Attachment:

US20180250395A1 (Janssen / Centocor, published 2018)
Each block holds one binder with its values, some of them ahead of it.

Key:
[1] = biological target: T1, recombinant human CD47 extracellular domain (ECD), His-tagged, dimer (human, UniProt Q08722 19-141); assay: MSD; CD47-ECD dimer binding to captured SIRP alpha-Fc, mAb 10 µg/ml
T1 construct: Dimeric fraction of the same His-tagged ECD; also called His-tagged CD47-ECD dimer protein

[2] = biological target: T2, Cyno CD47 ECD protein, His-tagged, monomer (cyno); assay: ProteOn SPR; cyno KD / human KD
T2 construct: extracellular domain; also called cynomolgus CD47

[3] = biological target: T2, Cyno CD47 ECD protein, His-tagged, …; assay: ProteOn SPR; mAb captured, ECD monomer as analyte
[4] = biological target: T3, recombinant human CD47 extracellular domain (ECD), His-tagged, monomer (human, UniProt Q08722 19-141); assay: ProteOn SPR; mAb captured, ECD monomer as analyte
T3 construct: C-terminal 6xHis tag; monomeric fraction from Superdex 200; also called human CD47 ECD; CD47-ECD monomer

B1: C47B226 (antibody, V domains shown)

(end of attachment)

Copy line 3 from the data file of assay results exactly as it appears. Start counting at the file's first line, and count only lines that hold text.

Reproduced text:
Key: